Indoor plants

The ficus ginseng

Information and botanical notes

Native to Southeast Asia, ficus ginseng is the common name of Ficus retusa, widely cultivated in much of the world as a bonsai plant due to its adaptability and manageability. Like all ficus, ficus bonsai also tolerates low temperatures poorly, and needs a lot of humidity to be able to develop well. The stem is globular, irregular and leathery in nature (the common name indicates, in fact, its resemblance to the roots of ginseng), the leaves are oval, often lanceolate, fleshy, shiny and bright green on the upper side. Flowering is extremely rare, and is characterized by small flowers arranged in fleshy pyriform cavities, often mistaken for the real fruits of the plant. The latter are slightly larger than a cherry, pulpy and with a red or whitish waxy surface.

Grow ficus ginseng

Ficus ginseng lends itself very well to cultivation at home as a bonsai plant; all types of bonsai ficus on the market belong to the Ficus retusa species, and their adaptability allows the creation of refined forms that represent a real tradition in many countries of the world. The first thing to take into consideration for a correct growth of ficus ginseng is the temperature; in fact, it does not tolerate temperatures below 18-19 degrees and above 25, therefore it must be raised in a controlled environment away from artificial heat sources. The second factor to keep under control is the environmental humidity which must be high, since this species grows in the rainforests; to solve the problem, the ficus should be vaporized every day with demineralized water (a calcareous water would make the leaf surface opaque), taking care to moisten the leaves enough to recreate a slight patina of droplets. The soil must also be moist, regularly watering the ficus, while avoiding water stagnation.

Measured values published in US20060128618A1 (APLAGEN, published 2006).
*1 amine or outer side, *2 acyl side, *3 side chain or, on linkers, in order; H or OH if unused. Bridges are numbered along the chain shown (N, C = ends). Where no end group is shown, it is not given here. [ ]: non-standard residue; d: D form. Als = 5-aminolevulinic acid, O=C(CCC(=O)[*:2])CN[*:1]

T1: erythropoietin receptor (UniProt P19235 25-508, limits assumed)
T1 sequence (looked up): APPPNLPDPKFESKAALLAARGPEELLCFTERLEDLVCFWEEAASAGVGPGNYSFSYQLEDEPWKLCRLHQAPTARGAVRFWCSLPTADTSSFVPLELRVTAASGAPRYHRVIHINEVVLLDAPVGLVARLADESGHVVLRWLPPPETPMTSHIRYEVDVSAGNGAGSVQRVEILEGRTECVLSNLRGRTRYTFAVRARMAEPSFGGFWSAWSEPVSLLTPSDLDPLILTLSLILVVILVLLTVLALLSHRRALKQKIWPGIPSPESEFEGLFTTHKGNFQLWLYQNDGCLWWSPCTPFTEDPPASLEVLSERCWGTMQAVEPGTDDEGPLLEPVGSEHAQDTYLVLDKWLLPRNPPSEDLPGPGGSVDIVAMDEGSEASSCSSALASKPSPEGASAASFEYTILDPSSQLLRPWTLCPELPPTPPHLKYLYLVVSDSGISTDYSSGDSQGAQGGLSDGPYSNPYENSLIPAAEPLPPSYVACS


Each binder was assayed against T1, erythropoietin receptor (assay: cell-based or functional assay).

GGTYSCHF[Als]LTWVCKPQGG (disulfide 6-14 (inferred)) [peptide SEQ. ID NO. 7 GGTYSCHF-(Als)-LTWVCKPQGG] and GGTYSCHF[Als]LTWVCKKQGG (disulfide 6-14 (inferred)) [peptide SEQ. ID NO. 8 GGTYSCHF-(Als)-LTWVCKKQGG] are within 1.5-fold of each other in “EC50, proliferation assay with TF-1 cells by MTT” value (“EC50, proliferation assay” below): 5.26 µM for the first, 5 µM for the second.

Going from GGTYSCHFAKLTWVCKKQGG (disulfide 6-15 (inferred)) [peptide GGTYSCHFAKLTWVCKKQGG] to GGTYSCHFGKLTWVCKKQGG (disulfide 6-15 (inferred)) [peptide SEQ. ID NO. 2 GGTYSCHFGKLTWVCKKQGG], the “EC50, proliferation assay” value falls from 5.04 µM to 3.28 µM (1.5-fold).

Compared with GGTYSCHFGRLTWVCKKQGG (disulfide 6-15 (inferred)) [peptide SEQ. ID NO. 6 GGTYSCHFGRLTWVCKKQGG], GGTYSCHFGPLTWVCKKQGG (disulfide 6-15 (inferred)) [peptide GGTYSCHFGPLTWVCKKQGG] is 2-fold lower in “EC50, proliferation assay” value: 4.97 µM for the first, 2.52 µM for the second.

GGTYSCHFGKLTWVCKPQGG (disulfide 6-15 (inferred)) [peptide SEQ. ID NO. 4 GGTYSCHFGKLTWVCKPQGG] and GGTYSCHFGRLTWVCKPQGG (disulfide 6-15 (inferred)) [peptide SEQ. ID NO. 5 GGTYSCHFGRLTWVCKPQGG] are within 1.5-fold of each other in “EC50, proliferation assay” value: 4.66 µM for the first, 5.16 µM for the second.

Fertilization and pruning

Ficus ginseng, like almost all tropical plants, need well-drained, nutrient-rich soil. The fertilizer suitable for this plant must be specific for bonsai or exotic plants, but with very few percentages of nitrogen, since this element tends to make the leaves and branches grow too much. Every year it is good to decant our ficus, taking care to cut the longer roots, after which we will move on to the actual pruning. Ficus ginseng is subject to many diseases and infections caused by cuts, therefore the shears and scissors must be sterilized and used only and exclusively for this plant; at the beginning of autumn only the longer apical twigs with oblique cuts will be eliminated, and any dry leaves accumulated during the summer period.

The ficus ginseng: Measures and pathologies

To better retain the humidity at the base of the plant, it is useful to apply a generous layer of moss, which will contribute to a slower evaporation of the water, especially in winter, when the internal heating makes the rooms excessively dry for our ficus ginseng . The pathologies related to this plant are few, mainly due to poor or even excessive care. First of all, the radical rot, which occurs when the waterings are too abundant; the initial symptom of this pathology is represented by opaque leaves, with dull colors that quickly turn yellow, after which the branches bend downwards and the leaves fall to the ground. Cotton cochineal can also pose a danger to ficus ginseng,

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